Advanced search
Start date
Betweenand

The role of renin-angiotensin system on bone metabolism of the mandible of diabetic mice with induced-periodontal disease

Grant number: 20/03068-9
Support type:Scholarships in Brazil - Master
Effective date (Start): July 01, 2020
Effective date (End): March 31, 2022
Field of knowledge:Health Sciences - Dentistry
Principal Investigator:Sandra Helena Penha de Oliveira
Grantee:Bianca da Silva Ribeiro
Home Institution: Faculdade de Odontologia (FOA). Universidade Estadual Paulista (UNESP). Campus de Araçatuba. Araçatuba , SP, Brazil
Associated research grant:15/03965-2 - Role of the renin-angiotensin system in different oral inflammatory models: an experimental interdisciplinary and clinical approach, AP.TEM

Abstract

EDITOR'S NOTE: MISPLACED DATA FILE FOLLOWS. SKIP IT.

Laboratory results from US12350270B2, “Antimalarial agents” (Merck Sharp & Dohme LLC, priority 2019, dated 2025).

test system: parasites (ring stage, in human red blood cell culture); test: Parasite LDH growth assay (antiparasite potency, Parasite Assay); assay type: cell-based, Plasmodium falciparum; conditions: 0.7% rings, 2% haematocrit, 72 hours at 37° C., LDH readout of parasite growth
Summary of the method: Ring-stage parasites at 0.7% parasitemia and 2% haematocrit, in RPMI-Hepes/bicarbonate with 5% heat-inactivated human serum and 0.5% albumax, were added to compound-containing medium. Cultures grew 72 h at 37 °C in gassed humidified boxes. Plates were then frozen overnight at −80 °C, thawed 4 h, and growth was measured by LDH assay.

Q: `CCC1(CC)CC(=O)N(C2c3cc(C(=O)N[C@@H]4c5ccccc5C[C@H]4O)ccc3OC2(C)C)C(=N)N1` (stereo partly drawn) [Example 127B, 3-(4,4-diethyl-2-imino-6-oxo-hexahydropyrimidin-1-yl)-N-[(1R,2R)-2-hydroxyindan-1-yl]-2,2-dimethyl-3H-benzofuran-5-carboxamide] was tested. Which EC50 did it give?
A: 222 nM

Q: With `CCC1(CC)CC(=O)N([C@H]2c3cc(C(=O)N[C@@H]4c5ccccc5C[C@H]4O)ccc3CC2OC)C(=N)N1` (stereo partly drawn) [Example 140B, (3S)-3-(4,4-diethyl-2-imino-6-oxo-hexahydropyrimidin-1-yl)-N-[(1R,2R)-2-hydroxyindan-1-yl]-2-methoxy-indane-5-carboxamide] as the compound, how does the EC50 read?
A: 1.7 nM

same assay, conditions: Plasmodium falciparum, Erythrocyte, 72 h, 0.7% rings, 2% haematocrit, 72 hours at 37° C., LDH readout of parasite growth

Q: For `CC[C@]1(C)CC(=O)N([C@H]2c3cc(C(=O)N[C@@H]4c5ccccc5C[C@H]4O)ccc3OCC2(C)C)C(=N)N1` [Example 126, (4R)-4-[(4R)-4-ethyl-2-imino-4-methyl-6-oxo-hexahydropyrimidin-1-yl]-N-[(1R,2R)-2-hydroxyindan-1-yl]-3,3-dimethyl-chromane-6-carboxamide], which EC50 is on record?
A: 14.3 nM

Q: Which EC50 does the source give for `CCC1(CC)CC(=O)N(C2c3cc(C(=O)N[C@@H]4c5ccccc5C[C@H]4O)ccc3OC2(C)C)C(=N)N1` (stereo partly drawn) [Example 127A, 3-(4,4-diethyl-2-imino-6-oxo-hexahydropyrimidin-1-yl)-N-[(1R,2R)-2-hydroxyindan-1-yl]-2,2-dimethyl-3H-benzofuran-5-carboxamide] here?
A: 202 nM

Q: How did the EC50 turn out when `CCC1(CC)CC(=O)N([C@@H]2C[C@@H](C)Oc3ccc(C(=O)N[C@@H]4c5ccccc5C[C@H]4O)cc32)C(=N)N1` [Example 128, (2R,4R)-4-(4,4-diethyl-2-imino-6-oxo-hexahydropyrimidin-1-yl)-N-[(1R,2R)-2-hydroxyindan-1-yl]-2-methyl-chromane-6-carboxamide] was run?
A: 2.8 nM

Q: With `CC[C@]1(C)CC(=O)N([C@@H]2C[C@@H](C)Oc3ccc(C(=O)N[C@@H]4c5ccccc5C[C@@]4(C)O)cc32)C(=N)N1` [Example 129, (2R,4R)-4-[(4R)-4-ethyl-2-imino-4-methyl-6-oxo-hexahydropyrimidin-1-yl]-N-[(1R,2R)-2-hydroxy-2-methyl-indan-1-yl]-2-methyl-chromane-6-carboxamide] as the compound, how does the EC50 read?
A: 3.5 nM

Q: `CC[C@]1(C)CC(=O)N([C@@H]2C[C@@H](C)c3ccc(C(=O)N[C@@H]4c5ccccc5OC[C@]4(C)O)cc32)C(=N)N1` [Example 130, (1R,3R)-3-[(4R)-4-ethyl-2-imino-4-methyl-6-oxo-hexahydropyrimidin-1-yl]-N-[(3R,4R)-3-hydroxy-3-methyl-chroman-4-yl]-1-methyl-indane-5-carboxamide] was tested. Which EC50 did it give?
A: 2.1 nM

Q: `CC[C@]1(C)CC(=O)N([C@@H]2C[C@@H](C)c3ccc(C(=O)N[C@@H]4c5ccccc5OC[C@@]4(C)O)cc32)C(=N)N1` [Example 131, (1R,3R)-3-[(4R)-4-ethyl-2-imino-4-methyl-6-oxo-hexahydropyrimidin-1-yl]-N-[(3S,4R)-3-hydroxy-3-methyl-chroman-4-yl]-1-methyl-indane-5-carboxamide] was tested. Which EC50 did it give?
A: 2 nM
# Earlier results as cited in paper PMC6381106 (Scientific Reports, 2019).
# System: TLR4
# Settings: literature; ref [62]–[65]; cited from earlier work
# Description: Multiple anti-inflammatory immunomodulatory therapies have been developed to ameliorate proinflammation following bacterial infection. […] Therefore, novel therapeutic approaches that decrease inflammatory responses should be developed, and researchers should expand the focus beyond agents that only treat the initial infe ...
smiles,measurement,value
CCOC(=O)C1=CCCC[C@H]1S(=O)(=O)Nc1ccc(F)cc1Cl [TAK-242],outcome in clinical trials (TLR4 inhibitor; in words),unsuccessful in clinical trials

Periodontal disease (PD) is considered an inflammation that destroys the tissue supporting the teeth - alveolar bone, periodontal ligament, cementum and gums. There are several studies that link periodontitis to diabetes mellitus, since diabetes mellitus increases the severity of PD. One of the mediators involved in the inflammatory process of PD is angiotensin. The renin-angiotensin system (RAS), in addition to inflammation, is also associated with bone turnover by the action of angiotensin that acts indirectly on bone cells through the vascular flow of the bone marrow or by the release of inflammation mediators that increase vascularization endothelial that stimulates osteoclastogenesis. Thus, the present study proposes to evaluate the role of the RAS on the bone metabolism of the mandible of diabetic mice submitted to induced-periodontitis. For this purpose, male Balb / c mice, diabetic or not, submitted to PD and treated or not with aliskiren, a renin inhibitor, will be used. In this study, bone markers of osteoclastic activity in the mandible and their relationship with renin will be evaluated, as well as cytokines and chemokines that may be involved in the process. The results of comparative analysis of histomorphometric, immunological and molecular data will certainly contribute to the improvement of the knowledge involved in the molecular and cellular mechanisms of bone metabolism necessary for the repair of bone tissue, thus being able to collaborate for the development of new therapies for the control of periodontitis in the presence of diabetes. (AU)